- Of the billion or so species on Earth, let’s round down to one being intelligent (cats, obviously).

Multiplying these numbers together, we get…*drumroll*… 1,000. Neat, though that still sounds pretty lonely. Of course, we don’t have the correct answer to compare it to. (Nor would we want to, but that’s a story for another post.)

Using this type of Fermi estimation, with different estimates, Frank Drake famously estimated that the number of civilizations we could communicate to (or from) in our own galaxy is 20. Others have come up with still different answers. But the beauty of Fermi estimation is that we easily see where the disagreement lies.

# Why does it work?

Naively, we might expect that every error we make in estimating the component problems will compound into a final estimate that is wildly off. However, when rounding, we are just as likely to underestimate as overestimate. While we wouldn’t expect these effects to perfectly cancel one another, they provide remarkable mitigation.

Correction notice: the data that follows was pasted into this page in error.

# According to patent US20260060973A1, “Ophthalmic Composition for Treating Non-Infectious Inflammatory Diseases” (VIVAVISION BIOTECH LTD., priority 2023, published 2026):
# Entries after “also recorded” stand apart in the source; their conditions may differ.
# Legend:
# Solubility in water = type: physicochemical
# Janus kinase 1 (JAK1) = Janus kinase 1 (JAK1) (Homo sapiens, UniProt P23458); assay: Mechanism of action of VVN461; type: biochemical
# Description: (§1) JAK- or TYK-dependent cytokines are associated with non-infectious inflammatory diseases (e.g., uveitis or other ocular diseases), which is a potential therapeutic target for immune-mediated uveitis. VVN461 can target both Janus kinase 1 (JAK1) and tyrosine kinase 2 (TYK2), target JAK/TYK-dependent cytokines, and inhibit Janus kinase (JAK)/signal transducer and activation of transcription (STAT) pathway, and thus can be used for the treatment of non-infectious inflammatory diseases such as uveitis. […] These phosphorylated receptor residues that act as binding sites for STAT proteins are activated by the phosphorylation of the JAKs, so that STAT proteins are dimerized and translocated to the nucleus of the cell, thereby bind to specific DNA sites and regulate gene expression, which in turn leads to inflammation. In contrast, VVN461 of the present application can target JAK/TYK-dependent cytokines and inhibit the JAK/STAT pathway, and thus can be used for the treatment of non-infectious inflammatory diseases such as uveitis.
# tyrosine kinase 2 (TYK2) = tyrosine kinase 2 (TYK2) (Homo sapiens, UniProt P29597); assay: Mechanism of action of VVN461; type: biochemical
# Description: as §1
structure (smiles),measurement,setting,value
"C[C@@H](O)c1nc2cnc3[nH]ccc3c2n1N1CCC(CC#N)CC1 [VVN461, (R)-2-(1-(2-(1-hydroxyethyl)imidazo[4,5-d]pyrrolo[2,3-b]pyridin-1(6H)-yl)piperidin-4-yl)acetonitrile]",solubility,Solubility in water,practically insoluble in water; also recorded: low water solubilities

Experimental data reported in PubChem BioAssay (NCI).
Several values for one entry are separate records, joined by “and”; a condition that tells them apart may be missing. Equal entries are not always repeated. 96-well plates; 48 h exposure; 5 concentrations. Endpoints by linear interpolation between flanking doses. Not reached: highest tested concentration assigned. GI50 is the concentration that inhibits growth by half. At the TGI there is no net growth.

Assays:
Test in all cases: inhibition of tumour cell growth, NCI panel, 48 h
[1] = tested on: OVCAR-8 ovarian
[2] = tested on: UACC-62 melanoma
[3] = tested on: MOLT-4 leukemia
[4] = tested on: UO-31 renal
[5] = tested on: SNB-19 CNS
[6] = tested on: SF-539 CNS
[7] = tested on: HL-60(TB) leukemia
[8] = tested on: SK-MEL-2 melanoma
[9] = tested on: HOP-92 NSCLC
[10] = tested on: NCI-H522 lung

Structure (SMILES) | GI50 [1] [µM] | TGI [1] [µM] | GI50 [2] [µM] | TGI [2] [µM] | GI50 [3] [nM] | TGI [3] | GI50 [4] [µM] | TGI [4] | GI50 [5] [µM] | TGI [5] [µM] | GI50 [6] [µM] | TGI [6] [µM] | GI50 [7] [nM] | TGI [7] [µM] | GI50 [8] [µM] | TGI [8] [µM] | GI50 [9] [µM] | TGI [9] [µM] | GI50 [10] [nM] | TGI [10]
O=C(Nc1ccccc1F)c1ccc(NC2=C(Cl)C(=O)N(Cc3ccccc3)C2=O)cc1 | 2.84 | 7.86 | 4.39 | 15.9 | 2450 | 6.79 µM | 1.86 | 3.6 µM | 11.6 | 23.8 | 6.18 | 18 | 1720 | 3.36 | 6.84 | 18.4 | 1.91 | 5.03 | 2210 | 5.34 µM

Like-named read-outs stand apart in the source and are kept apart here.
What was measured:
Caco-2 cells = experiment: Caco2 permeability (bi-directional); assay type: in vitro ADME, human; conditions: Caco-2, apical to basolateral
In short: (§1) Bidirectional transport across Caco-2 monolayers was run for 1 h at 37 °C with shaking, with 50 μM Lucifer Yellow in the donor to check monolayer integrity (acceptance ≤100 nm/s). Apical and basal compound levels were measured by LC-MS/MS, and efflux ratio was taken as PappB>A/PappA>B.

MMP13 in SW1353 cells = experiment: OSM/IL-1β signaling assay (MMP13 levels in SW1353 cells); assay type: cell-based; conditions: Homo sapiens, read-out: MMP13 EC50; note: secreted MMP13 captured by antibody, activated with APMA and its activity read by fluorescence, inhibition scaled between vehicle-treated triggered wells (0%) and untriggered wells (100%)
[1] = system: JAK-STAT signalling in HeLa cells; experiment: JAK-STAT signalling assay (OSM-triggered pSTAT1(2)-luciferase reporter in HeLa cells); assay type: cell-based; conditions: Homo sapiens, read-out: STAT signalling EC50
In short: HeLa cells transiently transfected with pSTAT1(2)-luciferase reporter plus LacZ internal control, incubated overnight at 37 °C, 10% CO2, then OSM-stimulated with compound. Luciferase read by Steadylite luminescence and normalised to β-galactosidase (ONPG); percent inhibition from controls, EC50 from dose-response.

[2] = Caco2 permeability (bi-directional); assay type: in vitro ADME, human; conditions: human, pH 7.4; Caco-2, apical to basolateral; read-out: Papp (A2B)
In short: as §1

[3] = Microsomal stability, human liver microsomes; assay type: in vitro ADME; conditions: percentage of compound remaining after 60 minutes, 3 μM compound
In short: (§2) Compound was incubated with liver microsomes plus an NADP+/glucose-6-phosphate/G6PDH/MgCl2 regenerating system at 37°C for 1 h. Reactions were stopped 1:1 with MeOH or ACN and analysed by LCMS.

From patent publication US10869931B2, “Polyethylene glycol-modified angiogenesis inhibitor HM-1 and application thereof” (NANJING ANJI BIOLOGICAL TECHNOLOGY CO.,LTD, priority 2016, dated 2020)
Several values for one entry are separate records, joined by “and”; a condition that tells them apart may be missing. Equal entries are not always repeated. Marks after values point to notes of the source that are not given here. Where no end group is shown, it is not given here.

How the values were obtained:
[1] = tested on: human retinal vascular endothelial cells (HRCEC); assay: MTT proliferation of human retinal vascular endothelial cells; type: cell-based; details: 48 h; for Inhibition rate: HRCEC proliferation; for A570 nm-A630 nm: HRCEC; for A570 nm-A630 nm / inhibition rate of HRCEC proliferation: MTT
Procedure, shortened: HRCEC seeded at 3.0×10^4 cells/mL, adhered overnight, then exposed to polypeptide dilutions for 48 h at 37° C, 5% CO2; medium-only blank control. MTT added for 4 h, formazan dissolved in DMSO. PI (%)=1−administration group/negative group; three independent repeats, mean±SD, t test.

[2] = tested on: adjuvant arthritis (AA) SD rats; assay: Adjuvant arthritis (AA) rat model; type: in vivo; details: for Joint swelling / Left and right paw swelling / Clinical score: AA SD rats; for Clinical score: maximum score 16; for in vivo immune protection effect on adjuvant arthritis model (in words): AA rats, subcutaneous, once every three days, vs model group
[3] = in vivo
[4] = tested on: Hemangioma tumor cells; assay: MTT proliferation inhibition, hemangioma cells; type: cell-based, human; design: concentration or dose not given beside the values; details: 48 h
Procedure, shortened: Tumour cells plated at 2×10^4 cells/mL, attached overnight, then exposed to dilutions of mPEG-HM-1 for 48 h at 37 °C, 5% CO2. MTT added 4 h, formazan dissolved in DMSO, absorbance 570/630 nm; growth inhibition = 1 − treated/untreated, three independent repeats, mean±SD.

Physicists have created various arguments trying to “prove” it works. These require several assumptions or approximations of their own. But, more than that, they are also very complicated. I prefer a more straightforward way: *simulation*.

In the context of science, a simulation is a model of a process, often run on a computer nowadays, used to predict real-world behavior. Simulations recreate specific scenarios or conditions, allowing scientists to test theories or experiment with variables without directly interacting with the real world, which may be messy, expensive, or simply impossible. Examples of simulation include predicting weather patterns, modeling the spread of diseases, and recreating the birth of galaxies and stars. I’m more modest — I just simulated Fermi approximations. Here’s how I did it.